CBC News / Allison Dempster/ Photo of a property indicative of the bleak conditions in Attawapiskat, the northern Ontario First Nations community that has dominated the national news.
Stories about poor or dilapidated housing conditions on First Nations reserves are a recurring news feature. First Nations leaders argue for more funds to build more houses, and blame the federal government for the poor condition of existing homes. But who really is responsible for the construction of homes in these communities?
The short answer is that the Chief in Council is responsible. In 1983, as part of devolution of responsibility to First Nations, Chief in Councils became the authority with respect to homes built in their jurisdiction.
It also became the responsibility of Chief in Councils to pass by-laws to control building activities. The responsibility included introducing building permits, and ensuring that building activities such as electrical work were performed by licensed electricians.
However, only some 12 of 650 First Nations communities have passed by-laws stating that residential homes must be built to either the national or provincial building code. For the majority of communities, there are no by-laws or processes to approve building plans or the site where the home is to be built.
In many cases, electrical work is done by unqualified workers. New construction is generally not inspected, and if it is, the approval is based on a band housing policy and not on whether the construction complies with actual building codes.
In 2003, the Auditor General of Canada raised similar concerns, but little has changed. Homes that are not built to code are fire traps. That is why First Nations have the highest rate of injuries and deaths due to fires in North America.
Homes built in communities without enforceable by-laws don’t last long. Poor construction practices lead to what are known as “disposable houses.” A study by a national association revealed that some First Nations communities without by-laws or sound construction practices are forced to rebuild their homes every five years — as compared to 50 years for homes in communities that are built to code.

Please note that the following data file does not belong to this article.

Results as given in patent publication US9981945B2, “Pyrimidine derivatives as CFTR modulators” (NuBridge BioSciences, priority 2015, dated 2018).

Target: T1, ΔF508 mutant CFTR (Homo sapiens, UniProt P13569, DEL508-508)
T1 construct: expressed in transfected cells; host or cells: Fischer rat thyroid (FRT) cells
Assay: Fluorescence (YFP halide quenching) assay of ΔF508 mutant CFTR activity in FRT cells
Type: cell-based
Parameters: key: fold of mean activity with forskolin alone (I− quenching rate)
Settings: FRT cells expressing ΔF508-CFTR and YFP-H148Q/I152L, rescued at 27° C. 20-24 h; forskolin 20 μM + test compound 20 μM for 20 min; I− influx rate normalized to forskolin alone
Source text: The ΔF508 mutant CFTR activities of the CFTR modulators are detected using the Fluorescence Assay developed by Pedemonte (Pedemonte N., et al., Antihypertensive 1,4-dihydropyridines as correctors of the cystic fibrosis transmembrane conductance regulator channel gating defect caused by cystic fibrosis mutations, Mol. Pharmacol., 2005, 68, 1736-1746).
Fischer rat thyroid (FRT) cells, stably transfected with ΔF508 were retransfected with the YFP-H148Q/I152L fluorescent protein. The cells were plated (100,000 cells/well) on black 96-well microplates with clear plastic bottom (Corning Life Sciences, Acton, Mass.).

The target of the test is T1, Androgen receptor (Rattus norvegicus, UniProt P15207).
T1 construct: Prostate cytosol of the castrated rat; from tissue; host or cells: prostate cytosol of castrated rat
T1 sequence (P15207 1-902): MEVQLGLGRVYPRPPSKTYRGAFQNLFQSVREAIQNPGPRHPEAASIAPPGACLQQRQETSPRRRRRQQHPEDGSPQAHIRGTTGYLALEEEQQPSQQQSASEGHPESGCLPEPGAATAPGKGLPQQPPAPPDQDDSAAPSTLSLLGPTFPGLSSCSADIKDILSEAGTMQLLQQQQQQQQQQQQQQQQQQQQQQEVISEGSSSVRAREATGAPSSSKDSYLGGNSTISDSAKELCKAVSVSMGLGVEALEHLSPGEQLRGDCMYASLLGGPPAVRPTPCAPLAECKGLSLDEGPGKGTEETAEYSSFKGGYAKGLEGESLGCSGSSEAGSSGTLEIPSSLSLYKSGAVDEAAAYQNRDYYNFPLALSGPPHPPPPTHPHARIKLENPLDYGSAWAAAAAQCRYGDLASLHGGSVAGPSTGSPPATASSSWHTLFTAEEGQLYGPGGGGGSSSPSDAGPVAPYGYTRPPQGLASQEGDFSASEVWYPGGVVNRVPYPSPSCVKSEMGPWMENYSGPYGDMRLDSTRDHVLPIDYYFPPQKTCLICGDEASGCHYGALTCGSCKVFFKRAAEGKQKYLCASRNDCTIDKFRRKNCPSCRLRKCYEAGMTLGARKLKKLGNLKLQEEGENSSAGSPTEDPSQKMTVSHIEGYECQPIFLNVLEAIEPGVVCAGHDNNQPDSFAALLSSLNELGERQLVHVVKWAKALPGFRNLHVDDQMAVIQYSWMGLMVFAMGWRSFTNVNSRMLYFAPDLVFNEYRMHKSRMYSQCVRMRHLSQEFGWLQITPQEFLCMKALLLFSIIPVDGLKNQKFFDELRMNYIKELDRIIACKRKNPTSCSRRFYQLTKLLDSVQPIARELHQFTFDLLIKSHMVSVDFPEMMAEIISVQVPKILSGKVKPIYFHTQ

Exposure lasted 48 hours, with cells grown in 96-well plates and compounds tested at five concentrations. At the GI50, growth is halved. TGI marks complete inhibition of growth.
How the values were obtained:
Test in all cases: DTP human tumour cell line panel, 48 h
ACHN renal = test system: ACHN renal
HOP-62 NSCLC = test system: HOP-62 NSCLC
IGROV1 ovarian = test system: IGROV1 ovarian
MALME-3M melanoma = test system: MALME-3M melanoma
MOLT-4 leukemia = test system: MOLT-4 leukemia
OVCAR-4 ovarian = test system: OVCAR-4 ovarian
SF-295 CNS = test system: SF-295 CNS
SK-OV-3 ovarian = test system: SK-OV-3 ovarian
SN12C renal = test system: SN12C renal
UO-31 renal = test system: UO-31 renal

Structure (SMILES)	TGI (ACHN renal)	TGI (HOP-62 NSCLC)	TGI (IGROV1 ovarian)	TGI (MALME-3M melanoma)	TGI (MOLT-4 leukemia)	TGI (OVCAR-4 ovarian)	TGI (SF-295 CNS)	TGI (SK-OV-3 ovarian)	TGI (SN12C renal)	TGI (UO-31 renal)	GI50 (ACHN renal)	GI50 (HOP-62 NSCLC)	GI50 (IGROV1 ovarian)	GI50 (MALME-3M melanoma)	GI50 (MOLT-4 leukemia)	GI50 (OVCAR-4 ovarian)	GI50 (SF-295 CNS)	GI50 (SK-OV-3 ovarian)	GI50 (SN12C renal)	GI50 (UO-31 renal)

If a home is estimated to cost, say, $180,000 to build, and you’re making major repairs on a regular basis because of shoddy construction, you can spend what amounts to almost $1-million over a normal 50-year lifespan. And since rents aren’t collected (as some believe housing is a treaty right), Chief in Councils sometimes are forced to take funds from other areas such as education to pay for emergency home repairs.
The inferior construction in First Nations housing also opens the door to possible liability challenges for the Chief in Councils by their band members. Band members who are injured or are sick because they are living in poorly constructed homes with resulting mould issues may be able to sue.
There are some simple solutions to address this problem. The federal government needs to take a more businesslike approach in funding the construction and renovation of homes. Funds should be allocated only to those communities that have appropriate by-laws and a framework to ensure homes are built to code.
And the by-laws need to be enforced: Inspection progress reports should be based on compliance with code. Funds should not be released until final sign off by a certified inspector. The federal government should follow similar lending and loan practices to those used by financial institutions for homes built off reserve.
The bottom line is that bands need to adopt good construction practices. This not only includes passing by-laws to adopt building and fire codes, but also conducting site and mandatory inspections; using contracts that have not been written by the contractors; using contractors that are qualified or certified; allowing the issuance of stop orders and hold-backs for inferior construction; engaging professionals to manage these projects; and taking the politics out of the housing portfolio.
This is not an exhaustive list, but it highlights some of the main issues explaining why housing in First Nations is such a challenge. The good news is that there are some First Nations communities that are providing leadership in construction practices that can be used as models of excellence.
Everyone in a cold country deserves to live in a safe and warm home. There should be no exceptions.